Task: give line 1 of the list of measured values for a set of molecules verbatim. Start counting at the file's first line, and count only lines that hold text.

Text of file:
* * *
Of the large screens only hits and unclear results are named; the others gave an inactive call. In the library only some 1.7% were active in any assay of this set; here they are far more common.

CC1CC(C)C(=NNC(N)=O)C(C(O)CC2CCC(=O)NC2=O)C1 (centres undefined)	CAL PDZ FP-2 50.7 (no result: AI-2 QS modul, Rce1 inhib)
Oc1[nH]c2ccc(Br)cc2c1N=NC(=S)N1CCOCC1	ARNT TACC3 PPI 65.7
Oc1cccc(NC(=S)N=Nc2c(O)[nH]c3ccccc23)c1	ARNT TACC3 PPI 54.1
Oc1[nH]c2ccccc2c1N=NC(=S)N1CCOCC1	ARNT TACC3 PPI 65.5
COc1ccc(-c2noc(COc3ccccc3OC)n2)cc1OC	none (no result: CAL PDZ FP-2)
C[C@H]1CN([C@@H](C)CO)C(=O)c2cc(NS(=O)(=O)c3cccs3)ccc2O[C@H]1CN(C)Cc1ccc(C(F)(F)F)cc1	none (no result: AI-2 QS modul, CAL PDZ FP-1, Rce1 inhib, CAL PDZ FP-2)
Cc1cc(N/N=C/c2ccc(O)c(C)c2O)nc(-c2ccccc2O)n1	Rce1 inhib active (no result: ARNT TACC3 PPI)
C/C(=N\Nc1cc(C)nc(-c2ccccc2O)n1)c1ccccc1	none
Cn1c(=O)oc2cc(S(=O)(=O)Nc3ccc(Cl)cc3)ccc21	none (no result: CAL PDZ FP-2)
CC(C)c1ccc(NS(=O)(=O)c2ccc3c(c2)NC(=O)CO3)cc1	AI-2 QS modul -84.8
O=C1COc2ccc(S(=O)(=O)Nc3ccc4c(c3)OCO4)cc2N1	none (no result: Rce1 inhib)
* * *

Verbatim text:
Of the large screens only hits and unclear results are named; the others gave an inactive call. In the library only some 1.7% were active in any assay of this set; here they are far more common.